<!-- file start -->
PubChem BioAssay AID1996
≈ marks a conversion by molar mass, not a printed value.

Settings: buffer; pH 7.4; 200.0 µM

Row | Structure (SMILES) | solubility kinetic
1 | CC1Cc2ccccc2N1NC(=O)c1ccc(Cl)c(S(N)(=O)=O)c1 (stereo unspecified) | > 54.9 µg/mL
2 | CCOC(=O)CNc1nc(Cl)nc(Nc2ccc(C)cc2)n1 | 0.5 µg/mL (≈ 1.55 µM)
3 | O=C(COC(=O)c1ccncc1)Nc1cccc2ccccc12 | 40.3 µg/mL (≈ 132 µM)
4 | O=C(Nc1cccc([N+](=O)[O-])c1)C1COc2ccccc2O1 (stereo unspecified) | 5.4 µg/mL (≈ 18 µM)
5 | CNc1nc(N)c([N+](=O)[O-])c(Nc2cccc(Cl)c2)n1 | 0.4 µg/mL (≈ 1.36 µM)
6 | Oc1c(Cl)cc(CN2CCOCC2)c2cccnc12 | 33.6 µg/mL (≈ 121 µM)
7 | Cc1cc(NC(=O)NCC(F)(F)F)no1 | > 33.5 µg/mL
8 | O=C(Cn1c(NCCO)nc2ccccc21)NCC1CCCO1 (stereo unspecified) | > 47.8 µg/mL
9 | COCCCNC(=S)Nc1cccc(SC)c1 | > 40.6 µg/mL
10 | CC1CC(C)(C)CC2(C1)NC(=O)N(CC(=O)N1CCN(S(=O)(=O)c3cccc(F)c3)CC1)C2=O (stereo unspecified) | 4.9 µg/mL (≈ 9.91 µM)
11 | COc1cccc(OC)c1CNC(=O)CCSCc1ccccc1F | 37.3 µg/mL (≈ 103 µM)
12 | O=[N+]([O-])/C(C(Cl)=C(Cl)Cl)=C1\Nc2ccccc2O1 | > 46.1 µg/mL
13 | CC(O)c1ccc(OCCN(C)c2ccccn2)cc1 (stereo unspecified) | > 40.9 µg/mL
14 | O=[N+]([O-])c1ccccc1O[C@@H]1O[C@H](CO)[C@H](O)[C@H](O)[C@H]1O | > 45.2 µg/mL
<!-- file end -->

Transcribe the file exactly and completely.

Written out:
PubChem BioAssay AID1996
≈ marks a conversion by molar mass, not a printed value.

Settings: buffer; pH 7.4; 200.0 µM

Row | Structure (SMILES) | solubility kinetic
1 | CC1Cc2ccccc2N1NC(=O)c1ccc(Cl)c(S(N)(=O)=O)c1 (stereo unspecified) | > 54.9 µg/mL
2 | CCOC(=O)CNc1nc(Cl)nc(Nc2ccc(C)cc2)n1 | 0.5 µg/mL (≈ 1.55 µM)
3 | O=C(COC(=O)c1ccncc1)Nc1cccc2ccccc12 | 40.3 µg/mL (≈ 132 µM)
4 | O=C(Nc1cccc([N+](=O)[O-])c1)C1COc2ccccc2O1 (stereo unspecified) | 5.4 µg/mL (≈ 18 µM)
5 | CNc1nc(N)c([N+](=O)[O-])c(Nc2cccc(Cl)c2)n1 | 0.4 µg/mL (≈ 1.36 µM)
6 | Oc1c(Cl)cc(CN2CCOCC2)c2cccnc12 | 33.6 µg/mL (≈ 121 µM)
7 | Cc1cc(NC(=O)NCC(F)(F)F)no1 | > 33.5 µg/mL
8 | O=C(Cn1c(NCCO)nc2ccccc21)NCC1CCCO1 (stereo unspecified) | > 47.8 µg/mL
9 | COCCCNC(=S)Nc1cccc(SC)c1 | > 40.6 µg/mL
10 | CC1CC(C)(C)CC2(C1)NC(=O)N(CC(=O)N1CCN(S(=O)(=O)c3cccc(F)c3)CC1)C2=O (stereo unspecified) | 4.9 µg/mL (≈ 9.91 µM)
11 | COc1cccc(OC)c1CNC(=O)CCSCc1ccccc1F | 37.3 µg/mL (≈ 103 µM)
12 | O=[N+]([O-])/C(C(Cl)=C(Cl)Cl)=C1\Nc2ccccc2O1 | > 46.1 µg/mL
13 | CC(O)c1ccc(OCCN(C)c2ccccn2)cc1 (stereo unspecified) | > 40.9 µg/mL
14 | O=[N+]([O-])c1ccccc1O[C@@H]1O[C@H](CO)[C@H](O)[C@H](O)[C@H]1O | > 45.2 µg/mL